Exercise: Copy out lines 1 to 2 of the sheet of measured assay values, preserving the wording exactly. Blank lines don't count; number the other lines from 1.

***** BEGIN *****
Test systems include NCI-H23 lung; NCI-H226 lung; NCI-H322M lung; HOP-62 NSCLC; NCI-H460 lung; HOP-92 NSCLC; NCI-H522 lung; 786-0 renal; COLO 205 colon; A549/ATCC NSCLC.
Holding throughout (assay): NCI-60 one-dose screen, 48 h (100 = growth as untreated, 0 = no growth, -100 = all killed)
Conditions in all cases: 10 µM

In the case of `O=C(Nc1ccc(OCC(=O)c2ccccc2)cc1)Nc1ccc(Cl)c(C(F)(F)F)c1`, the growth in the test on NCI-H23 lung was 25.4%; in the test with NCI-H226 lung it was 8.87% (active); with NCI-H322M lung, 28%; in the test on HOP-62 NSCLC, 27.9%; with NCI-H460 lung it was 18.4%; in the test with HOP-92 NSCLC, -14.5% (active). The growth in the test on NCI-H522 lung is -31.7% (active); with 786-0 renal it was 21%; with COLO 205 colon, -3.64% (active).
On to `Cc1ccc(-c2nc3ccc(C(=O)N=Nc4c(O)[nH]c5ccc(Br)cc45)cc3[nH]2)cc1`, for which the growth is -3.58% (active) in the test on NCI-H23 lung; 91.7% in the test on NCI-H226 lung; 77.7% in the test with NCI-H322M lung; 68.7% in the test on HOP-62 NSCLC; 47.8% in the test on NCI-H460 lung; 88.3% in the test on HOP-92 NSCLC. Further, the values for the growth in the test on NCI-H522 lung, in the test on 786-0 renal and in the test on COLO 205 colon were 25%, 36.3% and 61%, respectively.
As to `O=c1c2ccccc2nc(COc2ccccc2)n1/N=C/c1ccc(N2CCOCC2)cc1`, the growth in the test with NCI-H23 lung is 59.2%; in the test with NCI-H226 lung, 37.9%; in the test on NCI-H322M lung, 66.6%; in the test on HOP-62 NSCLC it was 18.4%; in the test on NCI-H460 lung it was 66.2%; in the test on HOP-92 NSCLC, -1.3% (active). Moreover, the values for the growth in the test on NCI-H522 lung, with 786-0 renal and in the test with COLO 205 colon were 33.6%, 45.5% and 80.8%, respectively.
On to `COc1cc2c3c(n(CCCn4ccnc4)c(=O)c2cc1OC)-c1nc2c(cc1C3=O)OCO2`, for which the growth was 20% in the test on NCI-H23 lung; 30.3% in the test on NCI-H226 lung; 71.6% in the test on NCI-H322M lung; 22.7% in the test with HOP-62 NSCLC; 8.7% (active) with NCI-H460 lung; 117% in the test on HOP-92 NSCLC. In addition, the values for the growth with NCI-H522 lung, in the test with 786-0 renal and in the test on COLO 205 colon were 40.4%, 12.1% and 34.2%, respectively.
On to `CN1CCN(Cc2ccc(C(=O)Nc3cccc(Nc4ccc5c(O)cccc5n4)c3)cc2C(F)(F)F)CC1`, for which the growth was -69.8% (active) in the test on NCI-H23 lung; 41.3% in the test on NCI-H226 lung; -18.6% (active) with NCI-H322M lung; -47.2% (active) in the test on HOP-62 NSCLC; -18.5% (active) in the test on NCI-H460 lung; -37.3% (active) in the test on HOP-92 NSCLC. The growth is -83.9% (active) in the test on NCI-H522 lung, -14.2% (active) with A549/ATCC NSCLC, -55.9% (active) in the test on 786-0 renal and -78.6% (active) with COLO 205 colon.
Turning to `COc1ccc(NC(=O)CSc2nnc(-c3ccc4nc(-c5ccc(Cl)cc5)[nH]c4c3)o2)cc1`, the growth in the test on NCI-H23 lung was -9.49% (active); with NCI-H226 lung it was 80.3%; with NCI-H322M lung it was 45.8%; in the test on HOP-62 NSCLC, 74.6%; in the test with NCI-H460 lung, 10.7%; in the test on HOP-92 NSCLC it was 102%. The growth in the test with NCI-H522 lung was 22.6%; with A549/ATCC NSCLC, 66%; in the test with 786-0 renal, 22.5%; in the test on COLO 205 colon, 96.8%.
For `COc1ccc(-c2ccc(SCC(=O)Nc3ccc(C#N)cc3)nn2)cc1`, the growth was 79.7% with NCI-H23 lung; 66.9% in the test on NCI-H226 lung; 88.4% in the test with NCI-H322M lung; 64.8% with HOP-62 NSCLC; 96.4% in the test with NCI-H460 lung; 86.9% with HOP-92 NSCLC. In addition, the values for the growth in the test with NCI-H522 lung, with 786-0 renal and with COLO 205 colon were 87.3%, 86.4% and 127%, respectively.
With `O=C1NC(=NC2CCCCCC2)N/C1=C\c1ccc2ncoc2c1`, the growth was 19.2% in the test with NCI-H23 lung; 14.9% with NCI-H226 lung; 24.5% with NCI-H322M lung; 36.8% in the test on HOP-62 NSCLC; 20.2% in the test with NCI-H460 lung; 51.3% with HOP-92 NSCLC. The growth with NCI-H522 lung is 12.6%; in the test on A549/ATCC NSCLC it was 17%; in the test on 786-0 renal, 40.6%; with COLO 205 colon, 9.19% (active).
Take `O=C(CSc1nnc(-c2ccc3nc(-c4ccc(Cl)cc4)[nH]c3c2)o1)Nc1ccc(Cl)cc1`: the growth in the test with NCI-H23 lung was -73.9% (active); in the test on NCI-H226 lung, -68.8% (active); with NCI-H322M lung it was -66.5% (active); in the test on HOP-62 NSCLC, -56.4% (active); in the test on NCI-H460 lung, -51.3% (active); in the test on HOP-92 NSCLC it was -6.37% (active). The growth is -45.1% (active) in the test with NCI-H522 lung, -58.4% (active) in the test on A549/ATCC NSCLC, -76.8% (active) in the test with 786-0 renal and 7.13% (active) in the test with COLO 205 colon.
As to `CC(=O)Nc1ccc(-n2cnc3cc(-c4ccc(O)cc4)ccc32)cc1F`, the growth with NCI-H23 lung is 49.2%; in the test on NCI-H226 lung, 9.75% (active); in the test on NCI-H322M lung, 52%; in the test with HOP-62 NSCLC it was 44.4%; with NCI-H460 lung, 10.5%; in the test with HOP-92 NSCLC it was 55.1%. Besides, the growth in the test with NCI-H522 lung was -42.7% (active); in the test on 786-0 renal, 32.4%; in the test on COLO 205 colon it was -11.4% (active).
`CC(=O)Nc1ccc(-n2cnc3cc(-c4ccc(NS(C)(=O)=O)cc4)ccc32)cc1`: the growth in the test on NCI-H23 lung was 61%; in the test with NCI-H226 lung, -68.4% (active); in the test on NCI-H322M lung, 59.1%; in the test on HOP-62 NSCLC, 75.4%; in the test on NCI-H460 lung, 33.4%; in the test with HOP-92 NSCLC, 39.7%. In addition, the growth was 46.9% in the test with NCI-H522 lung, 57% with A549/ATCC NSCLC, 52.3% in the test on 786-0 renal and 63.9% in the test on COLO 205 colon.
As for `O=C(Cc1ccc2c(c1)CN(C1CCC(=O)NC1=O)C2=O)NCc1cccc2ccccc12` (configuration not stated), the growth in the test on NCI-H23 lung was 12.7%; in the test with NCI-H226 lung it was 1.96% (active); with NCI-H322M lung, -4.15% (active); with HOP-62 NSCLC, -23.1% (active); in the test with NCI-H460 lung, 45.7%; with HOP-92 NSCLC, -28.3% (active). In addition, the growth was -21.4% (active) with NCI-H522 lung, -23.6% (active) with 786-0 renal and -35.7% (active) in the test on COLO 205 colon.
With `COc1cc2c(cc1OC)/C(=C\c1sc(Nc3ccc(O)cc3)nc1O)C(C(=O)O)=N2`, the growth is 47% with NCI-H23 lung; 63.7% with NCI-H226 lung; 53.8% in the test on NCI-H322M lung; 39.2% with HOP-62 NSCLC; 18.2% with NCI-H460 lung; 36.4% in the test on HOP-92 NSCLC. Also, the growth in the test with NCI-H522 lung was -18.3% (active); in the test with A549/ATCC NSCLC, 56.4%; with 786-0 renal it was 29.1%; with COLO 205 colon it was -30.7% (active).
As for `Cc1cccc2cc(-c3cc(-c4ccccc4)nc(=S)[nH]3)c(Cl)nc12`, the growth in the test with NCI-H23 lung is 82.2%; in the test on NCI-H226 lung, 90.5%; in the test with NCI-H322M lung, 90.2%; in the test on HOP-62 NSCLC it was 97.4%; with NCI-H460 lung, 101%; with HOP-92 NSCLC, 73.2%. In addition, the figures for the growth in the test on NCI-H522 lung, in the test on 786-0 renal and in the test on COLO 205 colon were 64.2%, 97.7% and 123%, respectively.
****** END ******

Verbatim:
Test systems include NCI-H23 lung; NCI-H226 lung; NCI-H322M lung; HOP-62 NSCLC; NCI-H460 lung; HOP-92 NSCLC; NCI-H522 lung; 786-0 renal; COLO 205 colon; A549/ATCC NSCLC.
Holding throughout (assay): NCI-60 one-dose screen, 48 h (100 = growth as untreated, 0 = no growth, -100 = all killed)